Galangal is one of the cornerstones of Thai cuisine. Few other regional foods use this fragrant tuber more than Thailand. Galangal is a close relative of ginger. Like it, galangal is the tuberous root of a flowering plant that grows on the forest floor. When mature, galangal plants produce a pale green orchid-like flower that is also edible, although I've never seen it in the markets or used in everyday recipes.
Ever think about where the food on your table really comes from? Maybe not, but it is sometimes a very interesting story. The fact is that a lot of plants don't originate in the places that are most associated with them. I discovered this when researching a book about Thai food a few years ago (sadly, it was never published). I found out that, although the chili pepper is widely associated with Thai cuisine, the chili plant is not native to Thailand, or even Asia. That discovery, along with the ones that followed, form the basis of this web site.
“Traveling Chili” is the story of the journeys plants have taken around the world, to end up at our supermarkets and on our tables. The facts are sometimes stranger than fiction, and there are even one or two radical make-overs along the way. This site also shares some of the local knowledge I've gained about how some foods are used, and I might even share a recipe or two.
The most recent articles published to the site are listed below.
Mushrooms - hed - are a common ingredient in quite a number of Thai dishes, and quite a few different varieties of the fungus are used. Perhaps the most commonly used are cloud ear mushrooms, which appear in a number of stir-fries. Also called wood ears or tree ears, the Thai name for them is hed hoo noo, which means "mouse ear mushroom". The Thai name is a good description of these thin wrinkly brown fungi. Like all mushrooms, cloud ears have an earthy taste, although it is not very strong in this variety.
Shallots are another fundamental spice in Thai cooking. They are equal to, or perhaps even more important than garlic. Shallots are something of a cross between onions and garlic. Thai shallots are sweet, yet still have the punch of garlic to them. They're also red in color, which explains why the direct translation of the Thai name hom daeng is "red onion." Like onions, they have concentric layers, although usually only three or four.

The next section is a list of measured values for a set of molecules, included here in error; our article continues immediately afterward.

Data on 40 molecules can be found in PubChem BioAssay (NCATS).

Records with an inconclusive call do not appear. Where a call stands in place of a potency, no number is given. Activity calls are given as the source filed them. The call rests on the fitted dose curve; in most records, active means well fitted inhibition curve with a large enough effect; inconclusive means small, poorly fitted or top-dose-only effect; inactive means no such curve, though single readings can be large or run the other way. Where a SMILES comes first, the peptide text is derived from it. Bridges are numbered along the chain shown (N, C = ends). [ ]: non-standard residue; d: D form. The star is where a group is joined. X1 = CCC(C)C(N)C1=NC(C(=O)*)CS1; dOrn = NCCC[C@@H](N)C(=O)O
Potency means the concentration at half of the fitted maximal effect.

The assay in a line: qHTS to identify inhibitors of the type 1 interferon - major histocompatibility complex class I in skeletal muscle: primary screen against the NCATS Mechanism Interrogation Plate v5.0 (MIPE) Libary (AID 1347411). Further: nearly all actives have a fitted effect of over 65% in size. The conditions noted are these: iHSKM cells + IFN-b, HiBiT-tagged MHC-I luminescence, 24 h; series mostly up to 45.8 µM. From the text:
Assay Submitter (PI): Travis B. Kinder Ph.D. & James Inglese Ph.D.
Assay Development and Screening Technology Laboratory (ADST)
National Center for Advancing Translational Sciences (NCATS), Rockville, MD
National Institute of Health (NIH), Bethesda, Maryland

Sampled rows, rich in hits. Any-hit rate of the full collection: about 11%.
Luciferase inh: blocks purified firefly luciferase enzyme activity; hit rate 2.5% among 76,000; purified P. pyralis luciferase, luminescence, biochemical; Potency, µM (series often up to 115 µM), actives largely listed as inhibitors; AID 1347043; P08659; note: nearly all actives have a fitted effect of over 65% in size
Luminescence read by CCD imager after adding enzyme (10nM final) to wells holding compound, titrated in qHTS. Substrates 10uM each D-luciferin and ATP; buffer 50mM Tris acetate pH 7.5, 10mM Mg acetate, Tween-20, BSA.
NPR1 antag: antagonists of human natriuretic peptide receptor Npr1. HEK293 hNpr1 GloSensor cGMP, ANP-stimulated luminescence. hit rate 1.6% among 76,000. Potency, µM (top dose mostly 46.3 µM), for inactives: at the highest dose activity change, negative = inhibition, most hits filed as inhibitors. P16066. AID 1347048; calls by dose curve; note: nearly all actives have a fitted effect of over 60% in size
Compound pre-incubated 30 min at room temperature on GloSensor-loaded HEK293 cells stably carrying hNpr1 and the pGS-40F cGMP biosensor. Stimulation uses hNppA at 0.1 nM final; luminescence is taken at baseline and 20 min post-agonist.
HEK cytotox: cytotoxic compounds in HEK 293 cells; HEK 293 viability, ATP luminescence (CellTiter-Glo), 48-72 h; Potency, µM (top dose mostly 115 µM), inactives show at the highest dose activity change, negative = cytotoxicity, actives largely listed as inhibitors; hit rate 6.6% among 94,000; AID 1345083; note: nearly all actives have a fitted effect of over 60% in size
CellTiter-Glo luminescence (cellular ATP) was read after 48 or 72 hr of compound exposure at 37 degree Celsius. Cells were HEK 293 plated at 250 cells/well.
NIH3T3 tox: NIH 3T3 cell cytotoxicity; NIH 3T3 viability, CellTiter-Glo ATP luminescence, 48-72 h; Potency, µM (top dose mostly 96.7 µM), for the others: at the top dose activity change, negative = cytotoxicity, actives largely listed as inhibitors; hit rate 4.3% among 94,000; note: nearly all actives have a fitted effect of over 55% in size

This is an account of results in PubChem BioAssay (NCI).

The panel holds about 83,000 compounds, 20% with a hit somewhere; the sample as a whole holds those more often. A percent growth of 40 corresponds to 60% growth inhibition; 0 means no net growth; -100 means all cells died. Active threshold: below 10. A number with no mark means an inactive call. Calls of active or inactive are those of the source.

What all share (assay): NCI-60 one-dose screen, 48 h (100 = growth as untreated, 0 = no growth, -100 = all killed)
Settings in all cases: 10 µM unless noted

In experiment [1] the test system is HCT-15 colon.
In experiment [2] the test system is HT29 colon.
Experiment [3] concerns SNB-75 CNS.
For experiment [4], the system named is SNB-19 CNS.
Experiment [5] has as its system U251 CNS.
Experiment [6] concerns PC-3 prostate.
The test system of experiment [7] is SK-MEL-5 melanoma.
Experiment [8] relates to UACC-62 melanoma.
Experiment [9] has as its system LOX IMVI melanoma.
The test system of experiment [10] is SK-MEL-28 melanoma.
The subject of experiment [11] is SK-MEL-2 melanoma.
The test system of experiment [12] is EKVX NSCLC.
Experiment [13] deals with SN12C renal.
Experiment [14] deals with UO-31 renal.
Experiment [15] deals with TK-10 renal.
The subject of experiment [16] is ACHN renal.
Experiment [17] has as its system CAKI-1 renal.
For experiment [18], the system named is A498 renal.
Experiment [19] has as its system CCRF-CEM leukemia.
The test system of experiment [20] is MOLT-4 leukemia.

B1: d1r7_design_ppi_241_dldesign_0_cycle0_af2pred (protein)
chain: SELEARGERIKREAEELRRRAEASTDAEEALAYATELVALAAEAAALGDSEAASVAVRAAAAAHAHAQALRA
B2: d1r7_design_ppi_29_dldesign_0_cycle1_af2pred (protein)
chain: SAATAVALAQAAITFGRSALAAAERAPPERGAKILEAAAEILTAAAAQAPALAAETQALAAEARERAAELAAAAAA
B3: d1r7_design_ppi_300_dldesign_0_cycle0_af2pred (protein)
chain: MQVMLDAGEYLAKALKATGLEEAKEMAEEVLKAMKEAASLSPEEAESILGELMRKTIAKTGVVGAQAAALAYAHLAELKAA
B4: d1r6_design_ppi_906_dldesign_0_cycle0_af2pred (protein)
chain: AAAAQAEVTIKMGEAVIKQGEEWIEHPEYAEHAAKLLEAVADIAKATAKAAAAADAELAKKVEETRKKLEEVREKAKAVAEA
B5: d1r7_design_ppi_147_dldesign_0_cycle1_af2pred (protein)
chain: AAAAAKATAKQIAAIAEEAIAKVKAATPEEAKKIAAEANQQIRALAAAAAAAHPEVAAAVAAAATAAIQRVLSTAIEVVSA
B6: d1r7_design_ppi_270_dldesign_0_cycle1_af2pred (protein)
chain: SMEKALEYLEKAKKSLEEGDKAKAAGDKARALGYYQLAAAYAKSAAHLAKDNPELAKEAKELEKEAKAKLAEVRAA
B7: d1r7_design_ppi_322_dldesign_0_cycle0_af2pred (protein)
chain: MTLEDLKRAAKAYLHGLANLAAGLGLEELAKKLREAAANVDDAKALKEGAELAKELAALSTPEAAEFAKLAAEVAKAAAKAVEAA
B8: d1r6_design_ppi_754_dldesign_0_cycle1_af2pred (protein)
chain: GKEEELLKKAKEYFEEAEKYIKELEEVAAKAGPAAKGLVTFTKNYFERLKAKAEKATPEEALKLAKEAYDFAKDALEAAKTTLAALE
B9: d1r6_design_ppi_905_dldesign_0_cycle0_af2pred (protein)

In my childhood, growing up in the American Pacific Northwest, watermelon was a summertime treat; something enjoyed during weekend barbecues when one or more of my mother's numerous brothers and sisters would come to town with their own sometimes large families. A large melon would be the simple dessert to a picnic styled meal.
The Thai name for this fruit is chompoo, and I've seen any number of English names for it, such as water apple or Malay apple, but I've decided to call it "rose apple". The rose apple is yet another fruit with a surprise up its sleeve. Based on its outward appearance, it could easily be mistaken for a small pear, although the skin is usually quite waxy compared to pears. But when you cut the rose apple open, you won't find a core filled with seeds. The core of a rose apple is more or less hollow, with a bit of cottony fluff that should be scraped out and discarded.
Is there any spice more universal than garlic? It's certainly as fundamental to Thai cuisine as the chilli pepper, if not more so. There are few dishes indeed that don't call for a little garlic, if not a lot. Food stall owners will typically buy garlic in large bunches that look perfect for protecting your house from vampires, but seem a bit much for cooking. The large quantity is due to Thai garlic's milder taste. It takes a lot of garlic to give recipes the strong taste Thais expect.
This has to be one of the desserts many people identify most with Thailand, at least if the visit at a certain time of year, when mangoes are in season. It's quite a filling dish; one worth of being shared with a friend. It can also be quite sleep-inducing!
Mangoes and Sticky Rice
The spicy minced meat salad known as larb is found in many different styles all over Thailand. Variations abound, as the dish can be prepared with just about any kind of meat, including duck, chicken, catfish, prawn, beef, and on and on. Sometimes referred to as Thailand's own version of steak tartar, the meat is almost always served cooked, although there are some regional variations that serve it almost raw. Unlike most contemporary Thai dishes, larb was traditionally made some hours in advance of when it would be consumed.
The mint plant's more than 25 varieties probably originated in Asia but today are found all around the world, and have been used by man since pre-historic times. The common Thai variety is a strain of peppermint and has bright green wrinkly leaves. Mint is used in many traditional dishes from the North and North-east of Thailand. Curiously, mint is only ever found in savory dishes. I've never encountered any sweets made with mint, nor do Thais have a taste for mint tea, which is otherwise popular in many other parts of the world.
Mangoes are perhaps one of the most popular fruits among Thais. They are available in a stunning variety in Thailand, from the sweet yellow mangoes commonly found in the west, to tart green mangoes that find their way into many Thai dishes, both sweet and savory.